Two levels higher than a newb.
    (I can search google)

  7. #16
    Linux Guru bigtomrodney's Avatar
    Join Date
    Nov 2004
    Location
    Ireland
    Posts
    6,133
    Don't forget IBM!
    PPC chips are still used a lot, and that's a lot more than Sun chips. Think about it, every Mac for the last 10 years or so up until the intel switch - Every XBox 360 - the upcoming Cell processor for PS3 is a PPC chip with extra 'servant' cores.

  8. #17
    Linux Enthusiast cousinlucky's Avatar
    Join Date
    Dec 2005
    Location
    New York City
    Posts
    676
    Sorry, BigTomRodney but I am curious about IBM. Are their chips special? Is that why their computers cost so much?

  9. #18
    Linux Guru fingal's Avatar
    Join Date
    Jul 2003
    Location
    Birmingham - UK
    Posts
    1,539
    Quote Originally Posted by bigtomrodney
    Don't forget IBM!
    PPC chips are still used a lot, and that's a lot more than Sun chips. Think about it, every Mac for the last 10 years or so up until the intel switch - Every XBox 360 - the upcoming Cell processor for PS3 is a PPC chip with extra 'servant' cores.
    I was surprised to read that this new super computer which IBM are going to build partly uses Cell processors.
    I am always doing that which I can not do, in order that I may learn how to do it. - Pablo Picasso

  10. #19
    Linux Guru techieMoe's Avatar
    Join Date
    Aug 2004
    Location
    Texas
    Posts
    9,496
    Quote Originally Posted by cousinlucky
    Sorry, BigTomRodney but I am curious about IBM. Are their chips special? Is that why their computers cost so much?
    In the case of the PowerPC (known simply as POWER in the server world), there is something different about these chips as opposed to their Intel brethren. The first and most significant difference is that the POWER processors are Reduced Instruction Set Computer (RISC) chips. For a more detailed explanation, take a look here:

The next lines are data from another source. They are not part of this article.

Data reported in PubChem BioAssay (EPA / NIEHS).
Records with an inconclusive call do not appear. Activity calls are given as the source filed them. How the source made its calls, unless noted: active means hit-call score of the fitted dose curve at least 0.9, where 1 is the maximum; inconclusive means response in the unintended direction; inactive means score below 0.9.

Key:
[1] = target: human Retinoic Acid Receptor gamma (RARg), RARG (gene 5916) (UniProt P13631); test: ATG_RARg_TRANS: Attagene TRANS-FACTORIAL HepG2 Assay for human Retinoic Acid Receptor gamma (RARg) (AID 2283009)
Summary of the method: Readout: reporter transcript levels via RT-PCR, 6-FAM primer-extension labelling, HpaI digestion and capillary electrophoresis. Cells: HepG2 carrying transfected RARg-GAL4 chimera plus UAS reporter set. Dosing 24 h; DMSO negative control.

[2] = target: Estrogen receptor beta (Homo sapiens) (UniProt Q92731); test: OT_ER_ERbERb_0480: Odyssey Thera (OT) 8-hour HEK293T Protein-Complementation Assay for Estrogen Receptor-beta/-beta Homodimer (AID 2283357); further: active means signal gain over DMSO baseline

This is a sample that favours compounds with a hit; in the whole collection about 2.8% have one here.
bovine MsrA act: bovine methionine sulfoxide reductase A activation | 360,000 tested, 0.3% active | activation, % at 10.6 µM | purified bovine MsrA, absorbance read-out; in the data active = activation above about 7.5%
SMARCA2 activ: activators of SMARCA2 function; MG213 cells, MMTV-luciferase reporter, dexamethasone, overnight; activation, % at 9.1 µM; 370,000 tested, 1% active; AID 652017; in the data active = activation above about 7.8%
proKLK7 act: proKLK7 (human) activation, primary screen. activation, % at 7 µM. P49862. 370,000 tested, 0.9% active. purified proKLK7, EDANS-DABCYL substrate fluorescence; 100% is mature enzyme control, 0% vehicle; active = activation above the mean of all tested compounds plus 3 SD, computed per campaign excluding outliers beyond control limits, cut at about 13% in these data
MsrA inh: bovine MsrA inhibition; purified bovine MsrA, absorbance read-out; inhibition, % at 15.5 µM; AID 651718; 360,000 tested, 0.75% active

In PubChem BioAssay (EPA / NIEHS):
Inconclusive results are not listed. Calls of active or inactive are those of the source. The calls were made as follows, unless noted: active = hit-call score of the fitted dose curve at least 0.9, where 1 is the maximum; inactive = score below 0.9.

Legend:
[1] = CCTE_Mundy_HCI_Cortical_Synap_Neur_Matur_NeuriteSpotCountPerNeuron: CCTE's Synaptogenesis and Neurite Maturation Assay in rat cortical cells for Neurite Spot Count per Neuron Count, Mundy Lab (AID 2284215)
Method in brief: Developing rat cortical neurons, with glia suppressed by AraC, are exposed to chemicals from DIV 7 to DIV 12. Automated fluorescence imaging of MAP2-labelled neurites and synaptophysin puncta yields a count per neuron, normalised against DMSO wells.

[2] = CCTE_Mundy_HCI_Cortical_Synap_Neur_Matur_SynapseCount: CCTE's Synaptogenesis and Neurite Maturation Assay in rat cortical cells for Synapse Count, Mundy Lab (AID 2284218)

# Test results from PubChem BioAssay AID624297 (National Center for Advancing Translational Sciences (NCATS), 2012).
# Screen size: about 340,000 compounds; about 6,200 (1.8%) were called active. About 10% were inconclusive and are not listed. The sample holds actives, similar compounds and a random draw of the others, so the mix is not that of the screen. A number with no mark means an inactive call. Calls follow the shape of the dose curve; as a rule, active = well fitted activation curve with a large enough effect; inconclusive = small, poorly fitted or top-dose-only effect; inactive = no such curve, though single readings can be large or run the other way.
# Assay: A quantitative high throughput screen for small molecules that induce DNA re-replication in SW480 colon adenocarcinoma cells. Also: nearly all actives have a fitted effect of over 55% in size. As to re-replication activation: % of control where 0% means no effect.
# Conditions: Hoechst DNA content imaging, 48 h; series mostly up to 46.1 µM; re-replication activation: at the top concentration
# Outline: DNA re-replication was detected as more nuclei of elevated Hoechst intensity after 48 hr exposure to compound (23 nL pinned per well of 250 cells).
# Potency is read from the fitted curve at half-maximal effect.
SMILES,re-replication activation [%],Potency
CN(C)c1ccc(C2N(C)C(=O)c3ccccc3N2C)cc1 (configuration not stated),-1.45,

http://en.wikipedia.org/wiki/RISC

    POWER and SPARC processors are RISC chips. The basic idea is they have less built-in logic on the chip, and instead of hardwiring a complex operation that might rarely be used by programs running on the CPU, they decided to implement that large operation by using several smaller, discrete operations. This offers a boost in code execution speed over Complex Instruction Set Computers (CISC).

    Another difference between PowerPC and Intel-based chips is the order by which they deal with binary numbers. This is generally referred to as "Big Endian, Little Endian". The basic idea is that processors don't have to read binary from one direction or the other (right to left or left to right). Big Endian chips read the most significant digits first (left to right) whereas Little Endian chips read the least significant digits first (right to left). Intel chips are "little endian" while IBM's POWER processors are "big endian". As far as I know, there is no difference in actual performance due to a chip's "endianness".

    http://en.wikipedia.org/wiki/Big_endian
    Last edited by techieMoe; 09-08-2006 at 02:43 PM.
    Registered Linux user #270181
    TechieMoe's Tech Rants

  11. #20
    Linux Enthusiast cousinlucky's Avatar
    Join Date
    Dec 2005
    Location
    New York City
    Posts
    676
    Thanks for the links TechieMoe!!
    I'll need at least a year to try and figure out and understand their contents, however.

Page 2 of 3 FirstFirst 1 2 3 LastLast

Posting Permissions

  • You may not post new threads
  • You may not post replies
  • You may not post attachments
  • You may not edit your posts
  •